“Fat people are not respected much in society. Being fat often has the same connotations as being irresponsible towards your body. If you’re thin (and tall, but not as much), people will respect you a lot more and treat you better. You will also receive better customer service if you’re well maintained.”
On the other hand, the blog RedBus2US.com, says you’ll go far by saying thank you: “People use thanks or thank you a lot here in U.S. It is common etiquette to thank someone.” Huh, that’s not the case everywhere?
RedBus2US.com also advises Indians to avoid the kind PDA that is perfectly acceptable back home: “As internationals, we are used to putting hands around shoulders of our friends in our home countries. But, from my experience, it is very different in America. A guy is not supposed to put his hand around another guy’s shoulders. It is socially not accepted. It is considered that you may be gay… It seems weird to you, when you first come to U, that why your male friends, who were here in America before you came to U.S., try to walk away from you when you get too closer to them”
Seems that Brazilians might be a little shocked by Bourbon Street in New Orleans. (Photo: Praline3001/Flickr)
This Brazilian travel agency probably hasn’t been to New Orleans at Mardi Gras and seems to think that we live in a police state: “Remember that when you are there: you can not drink on the street, it is expected that you give tips (not mandatory, but is the common), has no attendants at gas stations, and have police everywhere!”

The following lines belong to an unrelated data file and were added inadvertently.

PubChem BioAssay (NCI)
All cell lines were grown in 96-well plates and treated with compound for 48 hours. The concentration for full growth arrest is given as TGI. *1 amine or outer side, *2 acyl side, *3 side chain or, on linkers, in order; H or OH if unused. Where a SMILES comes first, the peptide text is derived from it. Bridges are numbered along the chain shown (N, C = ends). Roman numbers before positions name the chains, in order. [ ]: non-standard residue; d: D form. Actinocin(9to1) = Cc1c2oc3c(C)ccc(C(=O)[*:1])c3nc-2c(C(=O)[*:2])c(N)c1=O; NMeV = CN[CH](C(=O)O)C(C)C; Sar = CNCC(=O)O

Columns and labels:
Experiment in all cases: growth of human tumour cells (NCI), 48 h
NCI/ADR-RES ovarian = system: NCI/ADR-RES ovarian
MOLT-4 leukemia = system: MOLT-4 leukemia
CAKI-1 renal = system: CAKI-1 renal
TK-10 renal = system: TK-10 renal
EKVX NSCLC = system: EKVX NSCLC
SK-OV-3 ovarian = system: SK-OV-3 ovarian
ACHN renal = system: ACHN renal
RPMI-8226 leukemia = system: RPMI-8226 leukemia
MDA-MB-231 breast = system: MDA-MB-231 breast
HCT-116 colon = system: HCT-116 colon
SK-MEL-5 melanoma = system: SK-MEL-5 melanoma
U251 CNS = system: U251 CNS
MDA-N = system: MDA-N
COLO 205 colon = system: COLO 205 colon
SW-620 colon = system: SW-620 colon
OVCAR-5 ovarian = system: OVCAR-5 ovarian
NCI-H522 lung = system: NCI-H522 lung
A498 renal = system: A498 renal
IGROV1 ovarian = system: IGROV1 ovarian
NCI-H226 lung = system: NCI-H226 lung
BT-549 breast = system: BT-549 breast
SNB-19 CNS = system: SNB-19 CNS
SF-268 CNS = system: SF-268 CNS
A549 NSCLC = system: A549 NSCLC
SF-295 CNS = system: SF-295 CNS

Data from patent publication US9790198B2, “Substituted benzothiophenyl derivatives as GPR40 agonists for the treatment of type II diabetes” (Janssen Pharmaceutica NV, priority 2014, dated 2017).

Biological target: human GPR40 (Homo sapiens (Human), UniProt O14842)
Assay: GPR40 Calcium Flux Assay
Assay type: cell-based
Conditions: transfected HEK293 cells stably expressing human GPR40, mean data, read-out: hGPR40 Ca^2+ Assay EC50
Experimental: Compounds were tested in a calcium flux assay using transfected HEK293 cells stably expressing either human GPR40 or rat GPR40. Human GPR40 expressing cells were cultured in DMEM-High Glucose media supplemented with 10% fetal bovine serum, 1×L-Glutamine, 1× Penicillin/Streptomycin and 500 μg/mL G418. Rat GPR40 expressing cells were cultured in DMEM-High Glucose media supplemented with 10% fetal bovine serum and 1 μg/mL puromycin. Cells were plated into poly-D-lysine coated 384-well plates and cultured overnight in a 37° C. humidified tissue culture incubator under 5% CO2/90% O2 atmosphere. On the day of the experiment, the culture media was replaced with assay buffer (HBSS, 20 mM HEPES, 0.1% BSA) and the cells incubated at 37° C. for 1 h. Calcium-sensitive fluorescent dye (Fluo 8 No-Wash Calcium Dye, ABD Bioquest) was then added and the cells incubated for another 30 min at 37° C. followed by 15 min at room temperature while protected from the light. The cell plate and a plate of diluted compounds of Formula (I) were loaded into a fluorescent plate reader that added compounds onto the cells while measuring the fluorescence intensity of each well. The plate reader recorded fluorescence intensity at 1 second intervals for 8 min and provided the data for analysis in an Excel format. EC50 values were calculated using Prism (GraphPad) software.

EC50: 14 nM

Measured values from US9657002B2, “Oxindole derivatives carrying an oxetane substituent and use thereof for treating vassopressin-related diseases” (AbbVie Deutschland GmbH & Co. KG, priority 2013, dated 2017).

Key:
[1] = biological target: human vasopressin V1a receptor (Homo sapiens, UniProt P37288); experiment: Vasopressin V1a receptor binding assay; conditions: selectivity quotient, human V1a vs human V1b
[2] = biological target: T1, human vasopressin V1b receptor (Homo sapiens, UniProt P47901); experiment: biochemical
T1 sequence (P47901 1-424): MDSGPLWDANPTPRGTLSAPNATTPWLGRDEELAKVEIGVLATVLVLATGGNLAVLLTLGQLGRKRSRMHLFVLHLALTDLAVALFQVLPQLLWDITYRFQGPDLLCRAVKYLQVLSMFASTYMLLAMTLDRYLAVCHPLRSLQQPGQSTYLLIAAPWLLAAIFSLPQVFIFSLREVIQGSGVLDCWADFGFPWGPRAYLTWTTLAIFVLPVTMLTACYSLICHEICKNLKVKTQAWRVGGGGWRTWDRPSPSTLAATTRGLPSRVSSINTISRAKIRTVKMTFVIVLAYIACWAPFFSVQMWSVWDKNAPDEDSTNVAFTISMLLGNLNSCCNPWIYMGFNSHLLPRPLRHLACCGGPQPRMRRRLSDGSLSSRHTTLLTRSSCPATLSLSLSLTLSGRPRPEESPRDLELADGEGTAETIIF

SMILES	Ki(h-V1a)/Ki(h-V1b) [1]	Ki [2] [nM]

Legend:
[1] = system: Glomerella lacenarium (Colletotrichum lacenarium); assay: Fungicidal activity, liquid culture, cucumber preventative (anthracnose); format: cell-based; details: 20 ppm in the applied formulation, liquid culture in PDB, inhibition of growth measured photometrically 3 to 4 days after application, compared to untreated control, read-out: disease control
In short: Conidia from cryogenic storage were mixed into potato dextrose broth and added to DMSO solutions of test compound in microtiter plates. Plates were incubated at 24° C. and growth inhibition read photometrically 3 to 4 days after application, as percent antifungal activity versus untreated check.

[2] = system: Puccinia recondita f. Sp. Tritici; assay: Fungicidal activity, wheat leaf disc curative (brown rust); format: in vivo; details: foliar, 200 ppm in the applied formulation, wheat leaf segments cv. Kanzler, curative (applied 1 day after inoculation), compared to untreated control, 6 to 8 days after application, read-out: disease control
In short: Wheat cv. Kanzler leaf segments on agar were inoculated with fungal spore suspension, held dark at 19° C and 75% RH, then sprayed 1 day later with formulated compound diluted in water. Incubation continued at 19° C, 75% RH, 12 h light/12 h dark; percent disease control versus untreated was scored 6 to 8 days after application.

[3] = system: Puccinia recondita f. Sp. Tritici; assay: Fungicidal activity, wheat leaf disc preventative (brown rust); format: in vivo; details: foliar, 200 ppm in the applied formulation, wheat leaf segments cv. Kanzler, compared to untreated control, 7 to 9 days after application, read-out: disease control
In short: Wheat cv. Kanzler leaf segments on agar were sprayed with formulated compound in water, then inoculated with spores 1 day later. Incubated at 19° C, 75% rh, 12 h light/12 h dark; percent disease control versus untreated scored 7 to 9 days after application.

Privacy, please. (Photo: Bandita/Flickr)
“If you want privacy (in a public restroom), no chance,” explains Romain and Austin, the blog of a French expat living in New York City. “There are no real walls, only partitions that do not even go to the ground. So you can see the shoes of your colleagues, hear all the noises … And even the doors do not help much. You can see the faces of the occupants through the slits in the doorway.”
The Rest of the World
A true culture clash. (Photo: Martin Barraud/OJO Images/Getty Images)
You’d think that, at the very least, TripAdvisor would understand America. Oh no, not at all. The site has a long list of tips for anyone visiting this country. People are told that they shouldn’t pick their nose, chew with their mouths open, or let their children defecate on the ground in public. (Seems like good advice to me.)
Apparently, our bathing habits are unusual:
“Americans typically bathe once a day in hot water and shower directly after strenuous exercise. They also use underarm deodorant: if you have not brought any with you it is recommended you buy some as hot, humid summer weather or stressful business meetings are no excuse if people smell you before they see you. Americans will back away from and not befriend or do business with people who smell bad.”
And we’re not close talkers:
“Americans usually talk to each other from a distance of about two feet; any closer is viewed as uncomfortable. (Closer contact is reserved for closer accquaintances-the barrier shall break down as they get to know you.)”
But the advice about dealing with women is just mind boggling.
“Women are legally, politically, and professionally the equal of a man in America,” the site warns. “The way a woman dresses is a sign of her style and femininity primarily. It is a very, VERY big mistake to assume anything else. If you attempt to make advances and she reacts with surprise or negativity it really, truly, undoubtedly means no, never, not going to happen.”